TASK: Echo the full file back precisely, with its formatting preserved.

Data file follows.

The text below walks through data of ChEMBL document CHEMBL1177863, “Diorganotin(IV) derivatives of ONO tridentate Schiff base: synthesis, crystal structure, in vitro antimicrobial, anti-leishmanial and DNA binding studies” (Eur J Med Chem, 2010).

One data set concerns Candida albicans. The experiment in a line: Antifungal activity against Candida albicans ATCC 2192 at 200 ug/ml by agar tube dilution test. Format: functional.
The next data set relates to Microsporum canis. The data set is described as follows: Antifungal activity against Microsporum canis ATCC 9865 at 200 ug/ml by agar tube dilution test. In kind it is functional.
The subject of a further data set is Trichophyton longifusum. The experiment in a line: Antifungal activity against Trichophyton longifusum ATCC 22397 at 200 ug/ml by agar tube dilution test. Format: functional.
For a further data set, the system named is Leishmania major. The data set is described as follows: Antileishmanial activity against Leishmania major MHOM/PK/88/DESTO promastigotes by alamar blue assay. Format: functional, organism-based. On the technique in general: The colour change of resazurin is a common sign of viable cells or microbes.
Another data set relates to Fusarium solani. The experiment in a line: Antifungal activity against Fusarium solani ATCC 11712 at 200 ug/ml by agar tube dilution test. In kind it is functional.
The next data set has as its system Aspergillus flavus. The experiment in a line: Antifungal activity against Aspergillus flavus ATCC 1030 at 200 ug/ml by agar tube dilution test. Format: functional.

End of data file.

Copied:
The text below walks through data of ChEMBL document CHEMBL1177863, “Diorganotin(IV) derivatives of ONO tridentate Schiff base: synthesis, crystal structure, in vitro antimicrobial, anti-leishmanial and DNA binding studies” (Eur J Med Chem, 2010).

One data set concerns Candida albicans. The experiment in a line: Antifungal activity against Candida albicans ATCC 2192 at 200 ug/ml by agar tube dilution test. Format: functional.
The next data set relates to Microsporum canis. The data set is described as follows: Antifungal activity against Microsporum canis ATCC 9865 at 200 ug/ml by agar tube dilution test. In kind it is functional.
The subject of a further data set is Trichophyton longifusum. The experiment in a line: Antifungal activity against Trichophyton longifusum ATCC 22397 at 200 ug/ml by agar tube dilution test. Format: functional.
For a further data set, the system named is Leishmania major. The data set is described as follows: Antileishmanial activity against Leishmania major MHOM/PK/88/DESTO promastigotes by alamar blue assay. Format: functional, organism-based. On the technique in general: The colour change of resazurin is a common sign of viable cells or microbes.
Another data set relates to Fusarium solani. The experiment in a line: Antifungal activity against Fusarium solani ATCC 11712 at 200 ug/ml by agar tube dilution test. In kind it is functional.
The next data set has as its system Aspergillus flavus. The experiment in a line: Antifungal activity against Aspergillus flavus ATCC 1030 at 200 ug/ml by agar tube dilution test. Format: functional.